• We doubt that God will ever accept us after what we’ve done. We think that our sin is too big or too awful for God to forgive.
• We continually repeat our sin, feeling trapped in a never-ending cycle of defeat and despair.
• We fail to grasp the holiness of God and His hatred of sin so we fail to see our sin as a direct offense against God.
• We attempt to establish our own standard of righteousness and feel defeated and unforgiveable when our performance doesn’t measure up to our satisfaction.
• We fail to grasp the depth of God’s forgiving grace through the sacrifice of His Son’s life.
Jill was grateful for God’s forgiveness, but wrestled with this thought: “I just can’t forgive myself for the things I’ve done.” Very often we feel regret, shame, and condemnation for the things we’ve done that have caused us and others pain and heartache. It feels like we need to forgive ourselves, but it’s a misconception that we have wronged ourselves. Our sin is against God (and possibly others), and it’s His forgiveness that we need. We may feel the need to forgive ourselves so that we can feel better about ourselves, but nowhere in Scripture are we commanded to do this. Forgiveness was purchased for us at the cross because ultimately our sin is against God.
In order to get past the regret we have regarding our sin, we have to keep our heart and mind focused on the cross and what Jesus did for us there. When the devil wants to remind us of battles lost and tries to rub our noses in our failures, we can confidently say to him, “I am worse than you think, but I have a GREAT BIG GOD who is bigger than all my sin. He has washed me and made me whiter than snow through the blood of Jesus Christ!”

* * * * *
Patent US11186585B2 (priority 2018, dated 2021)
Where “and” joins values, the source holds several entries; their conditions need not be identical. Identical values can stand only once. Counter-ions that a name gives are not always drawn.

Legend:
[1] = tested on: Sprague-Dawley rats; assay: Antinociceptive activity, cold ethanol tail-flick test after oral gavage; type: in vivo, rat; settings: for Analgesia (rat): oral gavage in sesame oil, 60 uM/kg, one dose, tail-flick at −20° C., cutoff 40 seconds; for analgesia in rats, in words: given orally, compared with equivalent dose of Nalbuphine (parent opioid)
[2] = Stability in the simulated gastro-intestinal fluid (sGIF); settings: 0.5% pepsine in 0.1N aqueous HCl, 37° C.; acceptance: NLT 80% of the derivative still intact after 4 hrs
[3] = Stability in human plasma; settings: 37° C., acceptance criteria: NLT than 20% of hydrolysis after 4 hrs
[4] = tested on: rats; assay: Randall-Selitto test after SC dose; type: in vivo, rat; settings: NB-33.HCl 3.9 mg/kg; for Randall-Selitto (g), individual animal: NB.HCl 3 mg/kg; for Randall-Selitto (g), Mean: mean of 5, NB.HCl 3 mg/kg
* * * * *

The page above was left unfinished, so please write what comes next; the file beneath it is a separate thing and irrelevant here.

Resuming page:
But what if I don’t feel forgiven? Forgiveness is a fact, just like guilt is a fact. I don’t always feel guilt when I am guilty, nor will I always feel forgiven when I confess my sin to God and He forgives me. There may be residual regret and possibly painful consequences that are reminders of our sin. But we have to focus on the truth of God’s Word: if we confess our sin, God is faithful and just and will forgive our sins and cleanse us from all unrighteousness. If we base our forgiveness on feelings, what does that say about what Christ has done for us? Could we be saying that not only did He have to die for our sin, but now He has to give us the feelings we desire in order to believe and/or feel we are forgiven? Are we saying that what He has already done was not enough? We can certainly spend a lot of time trying to feel good about ourselves, but that should not be the goal. We are to humbly live by faith in the truth, not faith in our feelings!
We have to help our counselees focus on God’s Word and pray that the Holy Spirit will renew their minds with the truth so that they can walk in the light and in the precious freedom of God’s forgiveness.
Bev Moore (M.A.B.C.) is on the counseling staff at Faith Church in Lafayette, IN. She is married to George and they have two grown sons. She co-authored In the Aftermath: Past the Pain of Childhood Sexual Abuse.